There have also been moments when my children are put into social activities where I get a little bit nervous about how they will interact with other kids. But guess what? They do just fine. The reality is they have lots of opportunities to be with other children. They attend Sunday School, parties, playgroups, music class, taekwondo class, our neighbors’ kids come over or they play with their cousins, etc. It’s hard to be unsocial in the Philippines! In fact, for Elijah’s birthday, we settled on a family party instead of a party with his friends because he said there were just too many people to invite. Whew! Better on our budget!
The point is that socialization for homeschoolers is not a problem for as long as parents make it a point to teach them how to discern and make the right choices, even at the risk of being unpopular. And, if children feel secure about their relationship with God, with their parents and with one another, their social development will be healthy and normal. They will put on the right behaviour and right attitude when it counts – when the world encourages them in the area of sexual promiscuity, to pick up a vice, to rebel against authority, lie, cheat or steal, and the like.
Edric and I recognize that one day our children will face these challenges, whether they are homeschooled or not. However, we have peace knowing that they aren’t being sent into the battlefield of life too soon. In the meantime, they are in training mode. We do expose them to social situations so they can enjoy friends and practice deference, learn to relate and communicate, be a good example, and come away with a host of other valuable lessons that come from group interaction. Sometimes, they make mistakes and they need to be corrected, but what is great is that we have the monopoly when it comes to time with them. This gives us the opportunity to dialogue and address issues that they may face in social settings.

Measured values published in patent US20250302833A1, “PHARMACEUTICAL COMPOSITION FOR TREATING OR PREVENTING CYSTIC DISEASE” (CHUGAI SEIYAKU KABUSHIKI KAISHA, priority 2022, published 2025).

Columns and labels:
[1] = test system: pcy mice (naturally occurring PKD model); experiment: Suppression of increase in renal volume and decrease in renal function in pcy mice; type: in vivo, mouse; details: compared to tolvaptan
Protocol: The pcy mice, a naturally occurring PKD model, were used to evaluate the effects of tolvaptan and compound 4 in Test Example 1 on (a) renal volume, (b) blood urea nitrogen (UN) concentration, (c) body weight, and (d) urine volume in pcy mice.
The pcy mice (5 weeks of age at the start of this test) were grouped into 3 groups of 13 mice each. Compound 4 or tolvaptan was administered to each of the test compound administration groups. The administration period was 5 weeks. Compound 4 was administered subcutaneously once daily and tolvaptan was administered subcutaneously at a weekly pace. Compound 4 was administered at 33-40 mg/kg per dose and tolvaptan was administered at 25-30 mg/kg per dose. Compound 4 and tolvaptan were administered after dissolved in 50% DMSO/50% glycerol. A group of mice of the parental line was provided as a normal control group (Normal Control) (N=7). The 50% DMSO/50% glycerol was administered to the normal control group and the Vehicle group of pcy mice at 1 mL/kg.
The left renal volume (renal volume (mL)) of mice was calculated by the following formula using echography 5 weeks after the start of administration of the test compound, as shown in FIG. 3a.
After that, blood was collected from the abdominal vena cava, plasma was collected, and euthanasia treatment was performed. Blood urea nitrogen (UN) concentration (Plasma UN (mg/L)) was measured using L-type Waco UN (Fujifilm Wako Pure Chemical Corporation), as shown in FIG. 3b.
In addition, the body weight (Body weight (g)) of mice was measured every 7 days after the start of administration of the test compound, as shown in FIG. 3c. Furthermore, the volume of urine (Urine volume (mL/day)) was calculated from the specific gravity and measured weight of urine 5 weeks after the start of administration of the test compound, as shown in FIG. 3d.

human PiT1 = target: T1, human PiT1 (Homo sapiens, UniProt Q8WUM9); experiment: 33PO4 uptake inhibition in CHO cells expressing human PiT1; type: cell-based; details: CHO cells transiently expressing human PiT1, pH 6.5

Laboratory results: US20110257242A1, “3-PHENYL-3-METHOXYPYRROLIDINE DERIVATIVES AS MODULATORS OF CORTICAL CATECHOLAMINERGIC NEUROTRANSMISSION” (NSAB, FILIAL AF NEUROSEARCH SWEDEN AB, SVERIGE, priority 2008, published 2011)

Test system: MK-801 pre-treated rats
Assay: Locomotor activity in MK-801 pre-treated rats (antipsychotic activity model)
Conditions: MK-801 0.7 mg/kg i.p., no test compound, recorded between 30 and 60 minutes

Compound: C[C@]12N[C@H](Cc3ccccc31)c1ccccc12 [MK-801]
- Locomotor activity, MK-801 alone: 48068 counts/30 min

For example, one day Elijah reported to us about his Sunday School experience and said, “The kids were not obeying! They were running around, being noisy and not listening to the teacher.” He was upset about it because we had asked him to obey and he had tried his best, but the others kids were not doing the same thing. So, I said to him, “I’m so proud of you for obeying. That makes Jesus happy! If other kids don’t listen or obey, you be a good example to them. Maybe they don’t know Jesus yet so they behave that way.” That made sense to him and he realized that he shouldn’t judge the kids for acting the way they did, but he should focus on what he can control which is his own response and behaviour. (We also need to make sure our kids don’t develop this self-righteous attitude that makes them look down on others!)
In a perfect world, the kids might have actually copied Elijah’s good example, but the reality is our kids might often feel alone when they choose to do what is right. But our job is to make sure that we encourage them and build them up when they make tough choices in favor of pleasing God and obeying us. And, home needs to be a place where these choices are applauded and followed – where we celebrate what is good and true, and where much love and acceptance abounds!